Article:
Last updated: 2021 February 17
This camera doesn’t come with a standard camera screw mount, so to fit with most of the 3D printed designs, I removed the hinge connecting it to its own mount, following this video. First, you pop off the rubbery end caps (they’re sticky-backed). Then you unscrew a tiny Phillips head screw on the side by the wire, then push out the hinge pin. The whole thing takes under a minute and is completely painless.
Next up: adding manual focusing to the camera. This requires opening up the front cover to add a focusing ring. I followed this video to disassemble it. You pop off the front cover by hand, unscrew the cover underneath, unscrew the PCB, and then use something sharp to cut the little dot of glue by the lens that keeps the focus fixed. In my case, I had to actually spend a little more time with an Xacto knife and tweezers to get the blob of glue out so I could freely turn the focus ring.
Now the camera is ready for its 3D-printed accessories. First is the focus ring and a front cover that accommodates it. I originally tried this focus ring with this front plate, but it required extra screws (small countersunk screws of indeterminate size, which the thing frustratingly didn’t specify) so I switched to a different one. I opted for this “thin & minimalistic” focus ring/front plate that doesn’t require extra screws. The front plate for this worked well enough (it does push against the microphone in a bulgey way, but it’s OK), but the focus ring was too big. When printed at 98% scale (as per the comments), the ridges were too small actually grab the ring on the camera. So I ended up using this remixed focus ring, printed at 100% scale.
The camera is now ready for mounting to the printer. I opted for this universal camera mount because has an attachment for the C270 camera, it’s articulated (so I can choose my preferred position), it doesn’t look flimsy, and it uses real screws instead of trying to 3D print its own screws. Also, it includes cable management, which actually fits the camera cord well! Of its many options for modular parts, I ended up using the
c270.stl, 1 of the
shortarm2.stl, and 3 of the
However, my preferred camera mounting position is attached to the heatbed, so that I get a consistent static image. I found this remix’s heatbed mount for the Prusa i3. It calls for a longer countersunk screw to attach the mount to the y-carriage, but from printing a heatbed mount for a different camera arm, I was confident that I’d be fine press-fitting it without finding this niche screw. However, the “pocket” that gets screwed onto the arm is too short to securely hold it in place. So I convinced Clark to pull out Blender and adapt the STL to make the pocket deeper. This is kinda hacky and not really ready for Thingiverse, so I’ll just include the STL file here.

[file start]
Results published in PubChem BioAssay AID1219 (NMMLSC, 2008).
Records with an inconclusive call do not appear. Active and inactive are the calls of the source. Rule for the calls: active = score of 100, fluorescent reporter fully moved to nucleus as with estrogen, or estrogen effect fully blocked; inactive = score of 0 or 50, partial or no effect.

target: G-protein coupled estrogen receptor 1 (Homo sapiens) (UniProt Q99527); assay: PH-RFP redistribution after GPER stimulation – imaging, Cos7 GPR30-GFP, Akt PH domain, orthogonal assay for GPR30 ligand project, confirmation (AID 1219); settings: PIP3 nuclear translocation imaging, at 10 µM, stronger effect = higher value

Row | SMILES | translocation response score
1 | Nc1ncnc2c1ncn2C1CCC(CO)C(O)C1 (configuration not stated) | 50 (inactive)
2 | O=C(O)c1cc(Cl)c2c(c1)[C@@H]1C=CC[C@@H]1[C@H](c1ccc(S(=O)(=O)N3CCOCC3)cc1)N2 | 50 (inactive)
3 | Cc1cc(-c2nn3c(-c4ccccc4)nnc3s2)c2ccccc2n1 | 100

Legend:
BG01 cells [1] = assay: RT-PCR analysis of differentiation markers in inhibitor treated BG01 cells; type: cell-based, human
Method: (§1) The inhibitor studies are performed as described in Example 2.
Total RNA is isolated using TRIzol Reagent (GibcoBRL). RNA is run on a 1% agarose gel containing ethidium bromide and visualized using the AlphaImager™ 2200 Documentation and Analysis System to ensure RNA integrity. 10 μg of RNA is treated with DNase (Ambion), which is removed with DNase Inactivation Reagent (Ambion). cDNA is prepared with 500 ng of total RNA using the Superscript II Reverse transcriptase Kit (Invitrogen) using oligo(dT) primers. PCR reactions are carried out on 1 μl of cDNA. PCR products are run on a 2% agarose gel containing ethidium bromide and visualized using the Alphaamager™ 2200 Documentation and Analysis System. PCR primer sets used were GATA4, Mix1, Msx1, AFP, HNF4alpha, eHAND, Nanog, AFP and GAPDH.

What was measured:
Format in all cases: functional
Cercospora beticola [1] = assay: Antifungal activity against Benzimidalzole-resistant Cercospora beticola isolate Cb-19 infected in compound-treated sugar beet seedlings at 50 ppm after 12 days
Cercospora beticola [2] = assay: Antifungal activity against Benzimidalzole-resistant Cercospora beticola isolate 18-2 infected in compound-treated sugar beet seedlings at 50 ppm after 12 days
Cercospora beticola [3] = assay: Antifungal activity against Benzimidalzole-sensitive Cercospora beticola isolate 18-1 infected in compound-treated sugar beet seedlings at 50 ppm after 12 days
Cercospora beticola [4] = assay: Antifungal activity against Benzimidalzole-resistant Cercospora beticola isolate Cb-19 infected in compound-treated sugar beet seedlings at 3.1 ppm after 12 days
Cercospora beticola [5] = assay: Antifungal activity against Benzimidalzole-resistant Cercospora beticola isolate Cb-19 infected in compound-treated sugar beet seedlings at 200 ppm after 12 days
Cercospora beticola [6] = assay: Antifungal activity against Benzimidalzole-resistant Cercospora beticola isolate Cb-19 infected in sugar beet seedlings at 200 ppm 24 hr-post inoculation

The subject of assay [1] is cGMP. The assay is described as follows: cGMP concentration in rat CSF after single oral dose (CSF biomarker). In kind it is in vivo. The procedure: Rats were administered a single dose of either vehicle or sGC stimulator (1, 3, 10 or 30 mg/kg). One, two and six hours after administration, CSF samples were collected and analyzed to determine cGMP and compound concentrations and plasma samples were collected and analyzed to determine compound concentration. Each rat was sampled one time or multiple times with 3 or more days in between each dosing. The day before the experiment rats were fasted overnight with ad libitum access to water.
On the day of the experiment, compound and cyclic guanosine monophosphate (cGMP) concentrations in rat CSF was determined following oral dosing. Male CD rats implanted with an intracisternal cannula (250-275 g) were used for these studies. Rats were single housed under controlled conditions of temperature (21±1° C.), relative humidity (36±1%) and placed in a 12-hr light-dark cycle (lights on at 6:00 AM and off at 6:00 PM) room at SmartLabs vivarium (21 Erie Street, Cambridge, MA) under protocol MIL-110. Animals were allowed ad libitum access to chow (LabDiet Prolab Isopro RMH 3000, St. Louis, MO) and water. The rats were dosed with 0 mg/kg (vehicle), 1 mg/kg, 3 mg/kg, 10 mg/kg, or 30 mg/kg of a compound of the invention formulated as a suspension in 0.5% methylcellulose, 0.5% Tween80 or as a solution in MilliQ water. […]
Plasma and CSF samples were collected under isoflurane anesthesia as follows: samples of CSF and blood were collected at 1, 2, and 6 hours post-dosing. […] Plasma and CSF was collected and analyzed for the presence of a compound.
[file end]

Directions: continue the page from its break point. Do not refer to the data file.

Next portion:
My whole camera modding/mounting setup ends up requiring the following non-3D printed hardware:
- 4x M4 20 mm screws/nuts for links (20 mm is a bit on the short side, but my only other option was 30 mm, which was overkill long)
- M3 30 mm screw/nut for attaching the camera to the mount (4/40 screw would probably work as well)
This is the process for improving the levelness of the bed on the Prusa i3 MK3S with locknuts (instead of relying purely on the software-based geometry compensation). These instructions are based on this Reddit post, this YouTube video, this follow-up YouTube video, and my experience doing this.
- 8 M3 locknuts, which is (inconveniently) fewer than there are extras in your kit.
- Printer connected to OctoPrint (though the video/Reddit has a way to do it without OctoPrint).
- Install the Prusa Leveling Guide plugin for OctoPrint. This will let you check the levelness of the bed when you’re making adjustments.
- Power off the printer and unscrew the heatbed PCB.
- For the 8 screws around the outside of the heatbed (not the center one), screw the locknuts onto the underside of the PCB. Do this with the nylon part of the nuts facing away from the heatbed (though it’s debatable whether this makes a difference). Screw them until it’s tight enough that you can still turn the screw, but with resistance.
- Put a spacer in the middle of the y-carriage and put an allen wrench through it to keep it aligned. Put your heatbed back on but don’t put in the screw yet.
- Start screwing in the outside screws, one turn at a time, cycling around, until the heatbed is close to the height of the center spacer. (You can also insert a spacer near these screws to double check.)
- Use pliers to insert the spacer next to your screws at each point and tighten your screws until you can’t pull the spacer out, then loosen the screw just enough to be able to pull the spacer out.
- Then screw in center screw until it’s tight.
- In Octoprint, go to the “Prusa Leveling Guide” tab. This should guide you through the whole process: Preheat to your target temperature (I use the PLA settings – 215°C nozzle, 60°C bed), and click “Begin Adjusting.”
- Turn the screws according to the output displayed by the plugin. Keep doing this until you have < 0.2 mm height variance.
- Before you start printing again, set the live z back near zero so you don’t dig into the bed and re-run the first layer calibration.
From my (so far limited) experience with this, you’ll probably need to re-check this over time and make adjustments. Conveniently, the values are actually checked every time you start a print. So it’s easy to check how off-level your bed is.
- In the OctoPrint Terminal tab, type
G81to re-process the last mesh bed leveling points.
- In the OctoPrint Mesh Map tab, click “Reload Heatmap Image”.
- Go through steps 8-12 of the previous section if you’re not satisfied with the bed’s levelness.